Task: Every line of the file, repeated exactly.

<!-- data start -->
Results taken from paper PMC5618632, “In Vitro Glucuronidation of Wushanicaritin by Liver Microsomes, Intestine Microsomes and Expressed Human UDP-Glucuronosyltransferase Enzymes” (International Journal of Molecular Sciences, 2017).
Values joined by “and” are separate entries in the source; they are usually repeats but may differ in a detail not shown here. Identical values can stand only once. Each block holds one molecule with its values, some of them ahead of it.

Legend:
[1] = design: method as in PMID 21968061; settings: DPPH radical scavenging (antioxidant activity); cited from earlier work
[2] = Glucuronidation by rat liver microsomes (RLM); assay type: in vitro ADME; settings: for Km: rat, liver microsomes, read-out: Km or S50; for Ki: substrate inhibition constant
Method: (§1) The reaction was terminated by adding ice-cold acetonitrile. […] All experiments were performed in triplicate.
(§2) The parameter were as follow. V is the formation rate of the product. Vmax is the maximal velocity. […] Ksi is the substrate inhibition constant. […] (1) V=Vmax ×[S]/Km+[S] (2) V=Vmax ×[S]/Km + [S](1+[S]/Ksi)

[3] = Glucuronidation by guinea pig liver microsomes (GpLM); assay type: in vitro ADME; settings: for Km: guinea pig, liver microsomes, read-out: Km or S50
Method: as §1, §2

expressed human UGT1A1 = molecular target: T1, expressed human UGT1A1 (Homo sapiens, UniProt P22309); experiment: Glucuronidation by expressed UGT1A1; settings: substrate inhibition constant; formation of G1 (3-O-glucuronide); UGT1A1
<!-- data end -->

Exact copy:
Results taken from paper PMC5618632, “In Vitro Glucuronidation of Wushanicaritin by Liver Microsomes, Intestine Microsomes and Expressed Human UDP-Glucuronosyltransferase Enzymes” (International Journal of Molecular Sciences, 2017).
Values joined by “and” are separate entries in the source; they are usually repeats but may differ in a detail not shown here. Identical values can stand only once. Each block holds one molecule with its values, some of them ahead of it.

Legend:
[1] = design: method as in PMID 21968061; settings: DPPH radical scavenging (antioxidant activity); cited from earlier work
[2] = Glucuronidation by rat liver microsomes (RLM); assay type: in vitro ADME; settings: for Km: rat, liver microsomes, read-out: Km or S50; for Ki: substrate inhibition constant
Method: (§1) The reaction was terminated by adding ice-cold acetonitrile. […] All experiments were performed in triplicate.
(§2) The parameter were as follow. V is the formation rate of the product. Vmax is the maximal velocity. […] Ksi is the substrate inhibition constant. […] (1) V=Vmax ×[S]/Km+[S] (2) V=Vmax ×[S]/Km + [S](1+[S]/Ksi)

[3] = Glucuronidation by guinea pig liver microsomes (GpLM); assay type: in vitro ADME; settings: for Km: guinea pig, liver microsomes, read-out: Km or S50
Method: as §1, §2

expressed human UGT1A1 = molecular target: T1, expressed human UGT1A1 (Homo sapiens, UniProt P22309); experiment: Glucuronidation by expressed UGT1A1; settings: substrate inhibition constant; formation of G1 (3-O-glucuronide); UGT1A1